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has always been on the cutting edge when it comes to electronic trade execution, but it also faces considerable competition from innovative third-party market centers. Ironically, the exchange tried to eliminate its key rival when it bought Instinet in 2005. It's no coincidence that a new venture, the Better Alternative Trading System, or BATS, was founded just two months later to fill the void.
Nasdaq's stock topped out 10 months ahead of NYSE Euronext and dropped more than 40% by the middle of 2006. It's been looking for a bid since that time, stuck in a holding pattern that shows few signs of resolution. It's hard to imagine that the competitive environment will get any easier for the exchange as it tries to take back market share and share price.
Note the mid-February volume peak and decline. The exchange had just reported earnings after its failed attempt to buy the London Stock Exchange. Shareholders voted with their feet that day, believing a major growth opportunity had been lost. Even though the stock has bounced strongly in recent weeks, it continues to show a lack of key sponsorship.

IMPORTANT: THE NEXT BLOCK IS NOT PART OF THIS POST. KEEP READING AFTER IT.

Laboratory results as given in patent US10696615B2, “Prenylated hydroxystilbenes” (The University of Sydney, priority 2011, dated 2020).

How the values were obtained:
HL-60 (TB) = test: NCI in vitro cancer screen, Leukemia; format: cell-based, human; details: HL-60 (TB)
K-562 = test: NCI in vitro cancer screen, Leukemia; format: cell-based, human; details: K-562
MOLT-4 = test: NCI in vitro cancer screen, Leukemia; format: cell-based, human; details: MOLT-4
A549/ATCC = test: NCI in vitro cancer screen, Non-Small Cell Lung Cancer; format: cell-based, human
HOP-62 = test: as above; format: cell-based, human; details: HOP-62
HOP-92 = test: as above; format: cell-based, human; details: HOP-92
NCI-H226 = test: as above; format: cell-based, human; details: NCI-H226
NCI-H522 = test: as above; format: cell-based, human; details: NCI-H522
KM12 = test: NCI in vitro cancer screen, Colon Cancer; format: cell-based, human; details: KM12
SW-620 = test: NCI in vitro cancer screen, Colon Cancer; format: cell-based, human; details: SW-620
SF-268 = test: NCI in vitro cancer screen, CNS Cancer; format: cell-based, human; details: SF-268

Bottom line: The opportunity cost of an investment in Nasdaq just isn't worth it right now. Realistically, there's an equal chance that price will be trading 10 points higher or 10 points lower when we get to the end of 2007. That makes it an unwise choice for risk-conscious
At the time of publication, Farley had no positions in the stocks mentioned, although holdings can change at any time.
Alan Farley is a professional trader and author of
The Master Swing Trader
. Farley also runs a Web site called HardRightEdge.com, an online resource for trading education, technical analysis and short-term investment strategies. Under no circumstances does the information in this column represent a recommendation to buy or sell stocks. Farley appreciates your feedback;
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